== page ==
1
$\begingroup$

How many ways are there to permute the integers from 1 to 1000 under the condition that two consecutive numbers must have different parity?

I know that there are two possible cases: either the sequence starts with an even or it is starts with an odd. Then the sequence alternates parity all the way through.

But I am not sure how to mathematically count the permutations of evens and permutations of odds. Like what formula do I use?

$\endgroup$
1
  • $\begingroup$ Hint: The answer will be equal to 2 x (number of ways to arrange 500 (even) numbers) x (number of ways to arrange 500 (odd) numbers). And of course the 2nd and 3rd of those numbers are equal. $\endgroup$ – Paul Jan 21 '20 at 17:07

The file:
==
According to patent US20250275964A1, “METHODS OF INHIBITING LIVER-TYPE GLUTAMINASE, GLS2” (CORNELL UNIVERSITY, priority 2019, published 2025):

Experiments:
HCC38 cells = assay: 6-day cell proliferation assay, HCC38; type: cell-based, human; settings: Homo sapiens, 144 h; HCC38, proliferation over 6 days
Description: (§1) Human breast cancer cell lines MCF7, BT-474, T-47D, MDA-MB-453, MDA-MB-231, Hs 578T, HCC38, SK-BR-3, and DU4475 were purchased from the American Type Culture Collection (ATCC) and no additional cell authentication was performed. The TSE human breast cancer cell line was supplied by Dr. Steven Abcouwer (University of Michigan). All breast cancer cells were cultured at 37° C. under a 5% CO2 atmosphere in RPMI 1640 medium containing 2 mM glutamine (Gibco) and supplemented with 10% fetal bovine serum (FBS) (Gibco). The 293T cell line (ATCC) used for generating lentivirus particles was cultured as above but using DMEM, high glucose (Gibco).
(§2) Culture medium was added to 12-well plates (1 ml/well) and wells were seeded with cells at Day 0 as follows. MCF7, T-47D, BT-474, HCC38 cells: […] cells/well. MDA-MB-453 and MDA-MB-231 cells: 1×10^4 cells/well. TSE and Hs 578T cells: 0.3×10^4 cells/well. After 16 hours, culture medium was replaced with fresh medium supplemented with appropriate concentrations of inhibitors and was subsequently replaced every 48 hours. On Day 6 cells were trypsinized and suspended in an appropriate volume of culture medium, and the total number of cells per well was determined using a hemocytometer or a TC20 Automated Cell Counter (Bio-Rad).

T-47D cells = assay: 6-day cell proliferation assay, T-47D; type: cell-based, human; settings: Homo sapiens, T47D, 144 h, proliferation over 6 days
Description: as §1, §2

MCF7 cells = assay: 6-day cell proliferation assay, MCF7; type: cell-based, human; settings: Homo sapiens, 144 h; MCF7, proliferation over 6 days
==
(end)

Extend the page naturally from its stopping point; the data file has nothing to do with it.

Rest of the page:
4
$\begingroup$

Of the $1000$ integers from $1$ to $1000$, half (i.e. $500$) of them are even and the other half are odd. Also, one only needs to know three things: the permutation of the even numbers, the permutation of the odd numbers, and whether the first term is even or odd. The answer is therefore $2 \cdot (500!)^2$.

$\endgroup$

Your Answer

By clicking “Post Your Answer”, you agree to our terms of service, privacy policy and cookie policy

Not the answer you're looking for? Browse other questions tagged or ask your own question.